*You should not assume that my Job Marketing friend is female. Or male. I just got weary of writing the gender neutral pronouns over and over again. The next time I write about Job Marketing friend, she will probably have a new imaginary gender.


  1. I've been feeling guilty about leaving academia, mostly because of my supervisor's stance that I owe it to academia to become an academic (because of all of the funding that went into "producing" me). But that Eudora Welty line is exactly right. There are other ways to be. Just because a person has no desire to be a professor doesn't mean that person has no desire to use her/his intellect or to make use of his/her skills.

    Thanks as always, JC. Leaving academia really, truly is like leaving a cult.

  2. I can empathize with your friend. In my graduate program, we have an exchange "fellowship" with two foreign universities. As a part of the deal, several graduate instructors from their programs teach at our university, and we send a few of our instructors to them. In theory, it works out for everyone.

    I was more or less railroaded into going when I was doing my M.A. I was living with my boyfriend (now my husband) at the time, and I didn't discuss it with him. I felt pressured by the department to put in an application to go even though I didn't really want to, and even though it put a LOT of pressure on our relationship.

    I am currently facing a similar problem. My current adviser is telling me that I *need* to participate in the other exchange program while I work on my dissertation because 1) that's where the manuscripts are and 2) there is the unspoken threat of a terrible job market. In all, I feel like a checker piece that is being shuffled around to the benefit of the department. Any conflicts that exist with my personal life aren't considerations. My husband has intimated to me that the emotional distress he suffered after I left the first time is enough for him to consider divorce if I were to decide to leave again. This piece of information, however, would not interest my adviser. The other problem is financial. Participating in this exchange means living on about 200 euros a month after rent. This is not a living wage in the city I would be in, manuscripts or no manuscripts. Sacrifice? HA!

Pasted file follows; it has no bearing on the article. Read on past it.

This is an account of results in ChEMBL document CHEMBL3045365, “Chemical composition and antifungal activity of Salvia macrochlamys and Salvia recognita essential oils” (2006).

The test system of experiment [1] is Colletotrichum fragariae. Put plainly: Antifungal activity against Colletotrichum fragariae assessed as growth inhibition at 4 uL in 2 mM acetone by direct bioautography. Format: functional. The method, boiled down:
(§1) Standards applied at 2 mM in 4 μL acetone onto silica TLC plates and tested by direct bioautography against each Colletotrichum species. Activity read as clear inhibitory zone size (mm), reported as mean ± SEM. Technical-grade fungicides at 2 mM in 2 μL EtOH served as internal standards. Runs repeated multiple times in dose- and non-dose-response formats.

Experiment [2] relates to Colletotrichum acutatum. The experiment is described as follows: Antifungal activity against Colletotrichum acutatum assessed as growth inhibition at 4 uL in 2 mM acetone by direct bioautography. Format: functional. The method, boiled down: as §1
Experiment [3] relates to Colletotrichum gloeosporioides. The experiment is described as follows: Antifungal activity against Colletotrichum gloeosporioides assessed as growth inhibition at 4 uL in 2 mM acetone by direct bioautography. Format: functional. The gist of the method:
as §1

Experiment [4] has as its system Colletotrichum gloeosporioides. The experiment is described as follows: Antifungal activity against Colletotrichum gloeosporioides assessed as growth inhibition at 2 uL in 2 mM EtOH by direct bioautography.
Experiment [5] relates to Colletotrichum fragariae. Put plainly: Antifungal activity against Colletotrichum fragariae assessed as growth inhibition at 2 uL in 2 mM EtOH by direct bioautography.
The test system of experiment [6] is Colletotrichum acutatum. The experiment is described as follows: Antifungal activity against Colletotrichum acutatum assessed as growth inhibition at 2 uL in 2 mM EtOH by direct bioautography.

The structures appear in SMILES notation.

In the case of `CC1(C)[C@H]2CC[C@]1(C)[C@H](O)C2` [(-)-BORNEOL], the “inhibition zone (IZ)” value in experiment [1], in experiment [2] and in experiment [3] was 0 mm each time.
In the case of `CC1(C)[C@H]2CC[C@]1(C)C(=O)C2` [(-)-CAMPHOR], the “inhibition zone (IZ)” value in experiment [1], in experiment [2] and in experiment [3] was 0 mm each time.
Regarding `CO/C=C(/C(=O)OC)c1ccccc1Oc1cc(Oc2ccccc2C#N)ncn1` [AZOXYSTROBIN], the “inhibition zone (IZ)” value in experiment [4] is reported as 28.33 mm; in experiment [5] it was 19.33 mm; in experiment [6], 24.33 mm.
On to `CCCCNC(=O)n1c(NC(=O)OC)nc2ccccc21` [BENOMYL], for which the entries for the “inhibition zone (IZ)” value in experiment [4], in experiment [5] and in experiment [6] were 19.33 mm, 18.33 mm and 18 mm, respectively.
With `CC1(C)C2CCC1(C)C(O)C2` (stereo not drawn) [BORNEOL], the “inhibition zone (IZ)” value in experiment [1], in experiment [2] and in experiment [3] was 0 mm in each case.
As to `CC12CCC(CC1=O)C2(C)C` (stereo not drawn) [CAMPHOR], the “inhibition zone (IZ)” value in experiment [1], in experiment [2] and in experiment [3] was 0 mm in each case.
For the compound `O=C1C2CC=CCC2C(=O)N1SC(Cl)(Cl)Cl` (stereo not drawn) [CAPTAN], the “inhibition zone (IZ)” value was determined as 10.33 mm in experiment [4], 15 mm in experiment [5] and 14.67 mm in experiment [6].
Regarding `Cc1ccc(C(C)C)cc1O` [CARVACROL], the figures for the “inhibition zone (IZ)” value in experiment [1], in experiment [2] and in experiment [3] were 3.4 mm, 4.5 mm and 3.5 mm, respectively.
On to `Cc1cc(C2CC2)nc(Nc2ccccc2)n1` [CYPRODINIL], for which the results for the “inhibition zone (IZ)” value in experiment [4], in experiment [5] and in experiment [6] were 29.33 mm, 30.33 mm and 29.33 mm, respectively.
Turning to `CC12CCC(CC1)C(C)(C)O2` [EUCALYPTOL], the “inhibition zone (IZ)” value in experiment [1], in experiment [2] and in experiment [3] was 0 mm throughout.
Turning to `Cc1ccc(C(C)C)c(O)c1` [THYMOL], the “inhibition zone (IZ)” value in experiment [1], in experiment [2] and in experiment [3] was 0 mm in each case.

3. Although, I haven't check the 'Doctor' blog (thanks for the heads up, JC!) I am enjoying APAB tons, and JC... Did you know that your writing skills are superb? Thanks!

  4. My advisor also tried the argument about how much funding went into my training. If I remember correctly (this conversation happened a long time ago now), I pointed out how much income I had foregone by pursuing an academic career. Certainly that would be my response to that particular argument now. My own investment in my academic career (however you want to measure it, and money is the least of those measures) was far greater than anyone else's, but academia didn't recognize any obligation on its part to give me a job.

  5. Think about "why" they NEED you. The system relies on its "cogs" in the academic machine in order to keep producing. Ken, I absolutely agree with you in that academia doesn't believe it has an obligation to employ you. It DOES, however, feel a desperate NEED to keep you in the system so it can keep moving in its archaic direction, dinosaur the system is.

    I truly believe that the entire system, everything from giant international research universities down to the single building junior colleges and for-profits, cannot sustain itself for much longer. I think its a system working on outdated beliefs that only worked in another economy, in another place, in another time. It's only a matter of time before the system crumbles under its own weight of excess and wasteful behaviors. And by "wasteful" I mean the wasting of pure human potential, both in the faculty ranks and how the students are treated.